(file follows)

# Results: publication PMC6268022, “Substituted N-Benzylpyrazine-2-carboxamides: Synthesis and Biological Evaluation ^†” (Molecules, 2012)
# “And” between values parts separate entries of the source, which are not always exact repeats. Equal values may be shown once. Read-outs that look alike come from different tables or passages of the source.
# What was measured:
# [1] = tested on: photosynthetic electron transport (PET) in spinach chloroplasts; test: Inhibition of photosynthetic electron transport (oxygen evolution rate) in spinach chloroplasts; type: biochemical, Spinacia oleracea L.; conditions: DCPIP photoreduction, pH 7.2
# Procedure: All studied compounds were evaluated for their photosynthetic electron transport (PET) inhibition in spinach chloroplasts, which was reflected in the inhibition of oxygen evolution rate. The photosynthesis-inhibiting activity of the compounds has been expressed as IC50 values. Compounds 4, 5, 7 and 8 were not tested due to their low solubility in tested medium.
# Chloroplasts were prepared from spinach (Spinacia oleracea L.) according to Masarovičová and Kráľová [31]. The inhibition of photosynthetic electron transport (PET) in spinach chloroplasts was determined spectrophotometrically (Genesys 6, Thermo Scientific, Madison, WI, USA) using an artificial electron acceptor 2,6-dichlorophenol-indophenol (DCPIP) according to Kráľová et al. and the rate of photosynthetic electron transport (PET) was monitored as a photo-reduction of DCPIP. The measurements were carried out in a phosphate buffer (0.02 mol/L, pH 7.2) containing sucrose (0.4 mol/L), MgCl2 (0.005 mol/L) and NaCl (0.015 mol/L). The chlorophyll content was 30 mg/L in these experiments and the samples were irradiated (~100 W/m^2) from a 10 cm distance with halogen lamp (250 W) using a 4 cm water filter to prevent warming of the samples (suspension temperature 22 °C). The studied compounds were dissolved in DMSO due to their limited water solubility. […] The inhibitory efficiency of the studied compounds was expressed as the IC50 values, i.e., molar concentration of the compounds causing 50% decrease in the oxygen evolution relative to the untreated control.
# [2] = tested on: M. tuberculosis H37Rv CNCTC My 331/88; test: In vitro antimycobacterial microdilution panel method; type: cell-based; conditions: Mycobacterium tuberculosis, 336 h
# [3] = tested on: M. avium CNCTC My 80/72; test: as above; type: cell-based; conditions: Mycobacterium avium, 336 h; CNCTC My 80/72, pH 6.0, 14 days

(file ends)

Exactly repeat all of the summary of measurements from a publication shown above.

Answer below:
# Results: publication PMC6268022, “Substituted N-Benzylpyrazine-2-carboxamides: Synthesis and Biological Evaluation ^†” (Molecules, 2012)
# “And” between values parts separate entries of the source, which are not always exact repeats. Equal values may be shown once. Read-outs that look alike come from different tables or passages of the source.
# What was measured:
# [1] = tested on: photosynthetic electron transport (PET) in spinach chloroplasts; test: Inhibition of photosynthetic electron transport (oxygen evolution rate) in spinach chloroplasts; type: biochemical, Spinacia oleracea L.; conditions: DCPIP photoreduction, pH 7.2
# Procedure: All studied compounds were evaluated for their photosynthetic electron transport (PET) inhibition in spinach chloroplasts, which was reflected in the inhibition of oxygen evolution rate. The photosynthesis-inhibiting activity of the compounds has been expressed as IC50 values. Compounds 4, 5, 7 and 8 were not tested due to their low solubility in tested medium.
# Chloroplasts were prepared from spinach (Spinacia oleracea L.) according to Masarovičová and Kráľová [31]. The inhibition of photosynthetic electron transport (PET) in spinach chloroplasts was determined spectrophotometrically (Genesys 6, Thermo Scientific, Madison, WI, USA) using an artificial electron acceptor 2,6-dichlorophenol-indophenol (DCPIP) according to Kráľová et al. and the rate of photosynthetic electron transport (PET) was monitored as a photo-reduction of DCPIP. The measurements were carried out in a phosphate buffer (0.02 mol/L, pH 7.2) containing sucrose (0.4 mol/L), MgCl2 (0.005 mol/L) and NaCl (0.015 mol/L). The chlorophyll content was 30 mg/L in these experiments and the samples were irradiated (~100 W/m^2) from a 10 cm distance with halogen lamp (250 W) using a 4 cm water filter to prevent warming of the samples (suspension temperature 22 °C). The studied compounds were dissolved in DMSO due to their limited water solubility. […] The inhibitory efficiency of the studied compounds was expressed as the IC50 values, i.e., molar concentration of the compounds causing 50% decrease in the oxygen evolution relative to the untreated control.
# [2] = tested on: M. tuberculosis H37Rv CNCTC My 331/88; test: In vitro antimycobacterial microdilution panel method; type: cell-based; conditions: Mycobacterium tuberculosis, 336 h
# [3] = tested on: M. avium CNCTC My 80/72; test: as above; type: cell-based; conditions: Mycobacterium avium, 336 h; CNCTC My 80/72, pH 6.0, 14 days